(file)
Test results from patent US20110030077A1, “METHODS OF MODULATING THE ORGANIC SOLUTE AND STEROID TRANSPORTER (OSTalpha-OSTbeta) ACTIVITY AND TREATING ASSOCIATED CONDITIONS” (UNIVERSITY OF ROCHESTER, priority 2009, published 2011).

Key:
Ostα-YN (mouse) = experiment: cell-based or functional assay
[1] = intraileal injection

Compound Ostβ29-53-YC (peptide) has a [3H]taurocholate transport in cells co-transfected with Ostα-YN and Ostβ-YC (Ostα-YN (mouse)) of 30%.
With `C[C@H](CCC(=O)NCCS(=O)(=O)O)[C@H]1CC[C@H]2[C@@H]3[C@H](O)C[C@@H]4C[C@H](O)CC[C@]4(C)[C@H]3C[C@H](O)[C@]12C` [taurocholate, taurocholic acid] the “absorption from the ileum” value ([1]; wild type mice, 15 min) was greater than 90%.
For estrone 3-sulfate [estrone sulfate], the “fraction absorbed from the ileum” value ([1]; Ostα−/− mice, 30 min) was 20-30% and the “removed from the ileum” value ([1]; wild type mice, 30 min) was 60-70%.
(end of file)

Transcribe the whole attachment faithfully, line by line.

Test results from patent US20110030077A1, “METHODS OF MODULATING THE ORGANIC SOLUTE AND STEROID TRANSPORTER (OSTalpha-OSTbeta) ACTIVITY AND TREATING ASSOCIATED CONDITIONS” (UNIVERSITY OF ROCHESTER, priority 2009, published 2011).

Key:
Ostα-YN (mouse) = experiment: cell-based or functional assay
[1] = intraileal injection

Compound Ostβ29-53-YC (peptide) has a [3H]taurocholate transport in cells co-transfected with Ostα-YN and Ostβ-YC (Ostα-YN (mouse)) of 30%.
With `C[C@H](CCC(=O)NCCS(=O)(=O)O)[C@H]1CC[C@H]2[C@@H]3[C@H](O)C[C@@H]4C[C@H](O)CC[C@]4(C)[C@H]3C[C@H](O)[C@]12C` [taurocholate, taurocholic acid] the “absorption from the ileum” value ([1]; wild type mice, 15 min) was greater than 90%.
For estrone 3-sulfate [estrone sulfate], the “fraction absorbed from the ileum” value ([1]; Ostα−/− mice, 30 min) was 20-30% and the “removed from the ileum” value ([1]; wild type mice, 30 min) was 60-70%.